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In response to the current COVID-19 outbreak, we have taken measures for the safety of our patients and staff.
- We are now offering telemedicine appointments and ask that you consider scheduling a telemedicine visit with one of our providers unless a visit to our office is absolutely necessary for your care.
- We ask that if you come to our office for an appointment that you bring an additional visitor with you only when an adult caregiver is necessary for support or a parent or legal guardian is required for a minor.

We would like you to reschedule your in-office appointment if:

  1. You develop symptoms of a respiratory infection (e.g., cough, sore throat, fever)
  2. You have returned from a country under a level 3 Health Notice within the last 14 days.
  3. You have been exposed to someone suspected to have or confirmed to have an infection with COVID-19 virus.
If you have an urgent medical issue and you are in one of the above categories, please contact our office to discuss your issue prior to coming to the office.
We are dedicated to our patients and will continue to make any necessary changes to our policies and procedures to continue offering the highest level of care.
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Heel Spurs

heel spur

Heel spurs are brought upon by a calcium deposit that causes a bony protrusion on the underside of the heel bone. It normally forms over time and can best be diagnosed through an x-ray examination. Heel spurs are commonly linked with plantar fasciitis, an inflammation that runs along the bottom of the foot. Common symptoms of heel spurs include pain towards the affected area, inflammation, and swelling at the front of the heel.

There are different causes that may lead to a heel spur including poorly fitted shoes, excess weight or obesity, repetitive stress from running or jogging on hard surfaces, and arthritis. Treating a heel spur often requires a lifestyle change as well as getting plenty of rest. Using cold compresses is another method to help alleviate the discomfort of a heel spur. To prevent further damage, it may be useful to look into wearing shoe inserts or custom orthotics.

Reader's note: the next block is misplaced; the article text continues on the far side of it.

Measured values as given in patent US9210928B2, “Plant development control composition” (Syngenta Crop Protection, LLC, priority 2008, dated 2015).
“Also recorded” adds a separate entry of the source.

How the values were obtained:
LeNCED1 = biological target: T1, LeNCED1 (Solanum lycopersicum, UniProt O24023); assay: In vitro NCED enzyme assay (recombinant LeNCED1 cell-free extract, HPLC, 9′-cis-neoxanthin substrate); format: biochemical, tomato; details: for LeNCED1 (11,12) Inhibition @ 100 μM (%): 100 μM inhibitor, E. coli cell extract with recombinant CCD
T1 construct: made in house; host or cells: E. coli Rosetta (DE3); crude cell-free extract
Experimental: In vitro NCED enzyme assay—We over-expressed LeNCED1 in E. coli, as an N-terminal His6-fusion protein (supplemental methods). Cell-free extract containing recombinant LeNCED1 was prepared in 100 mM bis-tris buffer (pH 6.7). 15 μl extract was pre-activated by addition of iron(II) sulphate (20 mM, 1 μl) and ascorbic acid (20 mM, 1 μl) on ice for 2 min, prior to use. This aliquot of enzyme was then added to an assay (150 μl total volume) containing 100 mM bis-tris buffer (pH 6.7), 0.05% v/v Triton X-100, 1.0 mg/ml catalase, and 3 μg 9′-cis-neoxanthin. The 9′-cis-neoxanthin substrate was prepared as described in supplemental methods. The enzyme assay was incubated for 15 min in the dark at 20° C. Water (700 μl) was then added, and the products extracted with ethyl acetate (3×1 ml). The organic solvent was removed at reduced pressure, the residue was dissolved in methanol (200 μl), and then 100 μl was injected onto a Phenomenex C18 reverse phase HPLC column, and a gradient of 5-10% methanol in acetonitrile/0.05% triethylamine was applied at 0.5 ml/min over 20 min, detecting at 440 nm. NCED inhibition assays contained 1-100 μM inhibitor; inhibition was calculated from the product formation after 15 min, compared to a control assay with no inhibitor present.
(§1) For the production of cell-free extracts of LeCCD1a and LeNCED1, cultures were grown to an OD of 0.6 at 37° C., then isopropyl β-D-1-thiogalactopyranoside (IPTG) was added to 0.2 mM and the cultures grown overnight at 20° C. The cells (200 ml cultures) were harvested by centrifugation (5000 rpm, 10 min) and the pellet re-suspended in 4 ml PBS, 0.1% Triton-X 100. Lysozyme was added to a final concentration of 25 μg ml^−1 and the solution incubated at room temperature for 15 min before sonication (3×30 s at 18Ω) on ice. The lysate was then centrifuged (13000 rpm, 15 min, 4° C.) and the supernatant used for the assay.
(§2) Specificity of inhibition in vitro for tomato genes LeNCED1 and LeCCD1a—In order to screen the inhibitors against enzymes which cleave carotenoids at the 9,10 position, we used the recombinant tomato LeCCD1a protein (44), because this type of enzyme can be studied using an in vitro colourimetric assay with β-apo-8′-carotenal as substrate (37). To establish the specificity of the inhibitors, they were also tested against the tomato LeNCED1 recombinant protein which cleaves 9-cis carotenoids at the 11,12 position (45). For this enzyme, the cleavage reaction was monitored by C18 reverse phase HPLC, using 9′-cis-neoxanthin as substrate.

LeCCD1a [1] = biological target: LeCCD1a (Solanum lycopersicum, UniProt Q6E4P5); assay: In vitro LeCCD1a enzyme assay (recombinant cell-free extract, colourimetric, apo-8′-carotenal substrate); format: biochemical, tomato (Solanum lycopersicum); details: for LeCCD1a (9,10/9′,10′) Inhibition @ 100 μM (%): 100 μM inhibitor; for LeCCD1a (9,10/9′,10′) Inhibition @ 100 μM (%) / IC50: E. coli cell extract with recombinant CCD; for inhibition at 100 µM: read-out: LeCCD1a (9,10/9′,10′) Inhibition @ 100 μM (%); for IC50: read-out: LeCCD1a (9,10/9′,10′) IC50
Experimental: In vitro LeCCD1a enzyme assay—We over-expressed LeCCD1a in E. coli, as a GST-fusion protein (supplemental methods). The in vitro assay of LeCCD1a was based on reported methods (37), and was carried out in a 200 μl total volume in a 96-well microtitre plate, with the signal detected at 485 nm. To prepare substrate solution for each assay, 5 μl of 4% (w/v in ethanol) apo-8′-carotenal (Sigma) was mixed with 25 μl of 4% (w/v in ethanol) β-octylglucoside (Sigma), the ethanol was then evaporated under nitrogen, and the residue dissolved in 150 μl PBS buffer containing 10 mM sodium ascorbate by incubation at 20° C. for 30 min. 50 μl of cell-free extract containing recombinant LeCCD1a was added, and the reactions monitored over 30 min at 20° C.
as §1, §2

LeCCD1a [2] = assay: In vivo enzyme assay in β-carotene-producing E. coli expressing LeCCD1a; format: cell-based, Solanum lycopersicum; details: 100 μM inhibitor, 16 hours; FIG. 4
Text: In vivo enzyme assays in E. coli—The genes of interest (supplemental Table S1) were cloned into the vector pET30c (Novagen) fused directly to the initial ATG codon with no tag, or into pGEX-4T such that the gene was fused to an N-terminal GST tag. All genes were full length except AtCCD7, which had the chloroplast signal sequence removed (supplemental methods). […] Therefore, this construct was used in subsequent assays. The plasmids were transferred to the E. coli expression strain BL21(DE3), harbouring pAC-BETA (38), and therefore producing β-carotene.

Practicing different exercises can help reduce the pain of heel spurs as well decrease inflammation you may be experiencing. Some of these helpful exercises include calf stretches performed either against a wall or on steps, foot rolls with a golf or tennis ball, seated foot flexes, and towel grabs with your toes. Heel spur prevention can start by understanding the everyday stresses put on your feet and knowing when to let your feet rest. It’s also important to not let heel pain go uncared for. Once you notice something is off, take action instead of waiting to see if it goes away.

If you’d like more information about heel spurs, consult with a podiatrist who can provide you with a proper diagnosis and professional care.

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